Kevin Russell might not take himself too seriously, but he is dead-on serious about the eclectic blend of music he favors, combining Texas blues, New Orleans R&B funk, horn-driven Memphis soul, country twang, border music, big band swing, roots-rock, Tin Pan Alley and even punk into a raucous mix that includes such out-of-the-blue cover nods as David Bowie’s “Golden Years” (a posthumous tribute with an unlikely “On Broadway” groove) or the Beatles’ “Everybody’s Got Something To Hide Except Me and My Monkey” (interpolated into a live version of “Poor People’s Store,” his populist “jingle” for an imaginary bargain basement outlet).

Russell’s Shinyribs have recorded four albums since starting out as his “solo” side project, starting with 2010’s Well After Awhile, followed by Gulf Coast Museum (2013), Okra Candy (2015) and last year’s award-winning I Got Your Medicine. The band’s impending release came to fruition with demos Kevin started in his backyard studio, with Los Lobos’ Steve Berlin providing some of the horn arrangements.

Russell’s parents were both music lovers, his father teaching him his first guitar chords, “then pretty much letting me go my own way.” As a teenager, he went through a hard-core punk phase, attracted to west coast acts like Minutemen, Hüsker Dü and Gun Club, followed by an alternative/college fascination with R.E.M., the dBs and the Replacements.

“I was raised in an era where there were no rules, where marketing and specialization hadn’t yet become the status quo,” he says of his vast musical canvas. “I think of radio as playing all styles of music; everything is up for grabs. I never wanted to play just one kind of music. Honestly, I don’t know how to do anything else. I love mashing things together you wouldn’t expect, like a donut taco.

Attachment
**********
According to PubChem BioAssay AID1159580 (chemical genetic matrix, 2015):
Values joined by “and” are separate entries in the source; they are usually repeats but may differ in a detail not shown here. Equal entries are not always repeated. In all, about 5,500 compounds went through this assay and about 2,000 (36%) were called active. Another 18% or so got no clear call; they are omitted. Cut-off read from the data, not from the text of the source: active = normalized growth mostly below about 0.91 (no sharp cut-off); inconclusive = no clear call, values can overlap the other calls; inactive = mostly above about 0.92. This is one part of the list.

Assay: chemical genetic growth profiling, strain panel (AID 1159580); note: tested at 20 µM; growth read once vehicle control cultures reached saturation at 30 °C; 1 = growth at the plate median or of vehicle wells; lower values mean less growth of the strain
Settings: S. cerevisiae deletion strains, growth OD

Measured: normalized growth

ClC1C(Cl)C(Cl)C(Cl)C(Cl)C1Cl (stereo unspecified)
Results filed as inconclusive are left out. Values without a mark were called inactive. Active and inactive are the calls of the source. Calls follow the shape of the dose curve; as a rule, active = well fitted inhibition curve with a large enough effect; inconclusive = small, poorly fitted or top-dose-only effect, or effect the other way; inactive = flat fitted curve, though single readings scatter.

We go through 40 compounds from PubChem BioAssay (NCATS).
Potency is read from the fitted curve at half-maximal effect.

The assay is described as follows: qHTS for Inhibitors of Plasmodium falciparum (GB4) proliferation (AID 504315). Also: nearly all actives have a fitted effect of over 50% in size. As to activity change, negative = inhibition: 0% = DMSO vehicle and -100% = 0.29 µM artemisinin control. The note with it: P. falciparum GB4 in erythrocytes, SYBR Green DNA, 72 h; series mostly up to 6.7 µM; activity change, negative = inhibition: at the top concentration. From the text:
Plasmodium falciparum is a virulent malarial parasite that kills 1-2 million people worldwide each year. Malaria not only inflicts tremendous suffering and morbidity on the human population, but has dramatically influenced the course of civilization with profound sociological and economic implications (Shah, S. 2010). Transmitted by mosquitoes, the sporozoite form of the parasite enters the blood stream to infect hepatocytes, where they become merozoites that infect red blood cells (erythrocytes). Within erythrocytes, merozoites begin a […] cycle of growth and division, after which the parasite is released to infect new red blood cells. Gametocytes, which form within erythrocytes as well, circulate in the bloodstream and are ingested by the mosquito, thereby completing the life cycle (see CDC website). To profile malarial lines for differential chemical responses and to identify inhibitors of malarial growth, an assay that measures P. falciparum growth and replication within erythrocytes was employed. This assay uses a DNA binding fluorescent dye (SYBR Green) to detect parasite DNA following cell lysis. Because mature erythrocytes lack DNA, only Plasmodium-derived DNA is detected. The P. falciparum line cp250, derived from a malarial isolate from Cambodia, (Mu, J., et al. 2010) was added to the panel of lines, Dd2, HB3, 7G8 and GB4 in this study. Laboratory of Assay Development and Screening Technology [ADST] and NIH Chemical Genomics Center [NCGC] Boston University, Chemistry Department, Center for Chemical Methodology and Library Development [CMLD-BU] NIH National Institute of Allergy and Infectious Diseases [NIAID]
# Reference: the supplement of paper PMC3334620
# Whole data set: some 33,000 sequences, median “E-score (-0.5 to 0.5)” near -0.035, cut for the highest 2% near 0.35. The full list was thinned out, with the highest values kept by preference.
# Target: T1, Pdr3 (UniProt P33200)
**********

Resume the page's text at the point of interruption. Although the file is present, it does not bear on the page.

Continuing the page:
“My thing is to love and respect everyone, to accept everyone for who they are. You can be whoever you want to be at a Shinyribs show… that’s what I’m trying to convey with my music and the performance.”

The past flows through Russell’s aesthetic sensibility to become something, well, Shiny and new.

“It’s cool to see the old stuff still works. I’ve taken a great deal from the best showmen I’ve seen over the years. I don’t want people to hero-worship me like a celebrity. This isn’t about me… it’s about us. Making everybody feel special.” His goal remains to create music that makes us feel better about ourselves… even the sad songs.

“I feel good when I play and sing this music. I want everybody to experience that same pleasure. I just want to keep serving the music I love, and continue to evolve my art.”

Not too many years ago, Austin singer-songwriter Kevin Russell, the man behind the entity known as Shinyribs, had a revelation. He was discussing schoolteachers with his kids, and mentioned his first two were Miss Martin and Miss Gibson. That’s when he realized his destiny had been shaped decades ago, like the headstocks of his favorite guitars.

In fact, Miss Gibson’s impact reached even further. The Beaumont, Texas, native remembers the moment his 7-year-old ears heard her pronouncement, “You are a writer.” He knew even then that he wanted to apply that skill to songs; she gave him the confidence to pursue that dream. Seven years later, he started strumming and composing, and now, on Feb. 24, 2017, Shinyribs the man and Shinyribs the eight-person band are about to dose fans with the exuberant swamp-pop soul-funk of their fourth release, I Got Your Medicine. Tracked at Houston’s legendary SugarHill Recording Studios, it carries a New Orleans R&B vibe — with extra gris-gris added by Russell’s co-producer, Jimbo Mathus.
Russell’s band years started during high school, in Shreveport, La. A move to Dallas, another to Austin, and formation of his last band, the Gourds, followed. In 2007, to cover payments on his new family vehicle, Russell started doing a monthly side gig at a Houston club, using the name bestowed upon him by a transient woman he’d once presented with a plate of ribs. In 2010, he released his Shinyribs debut, Well After Awhile. Gulf Coast Museum came in 2013.
By then, the 19-year-old Gourds had recorded with Larry Campbell at Levon Helm’s Woodstock studio, toured internationally and played countless shows. It was time to move on. With 2015’s Okra Candy, Shinyribs became a band, with drummer/percussionist Keith Langford, keyboardist Winfield Cheek and bassist Jeff Brown. With I Got Your Medicine it’s a party — attended by the Tijuana Train Wreck Horns and the Shiny Soul Sisters.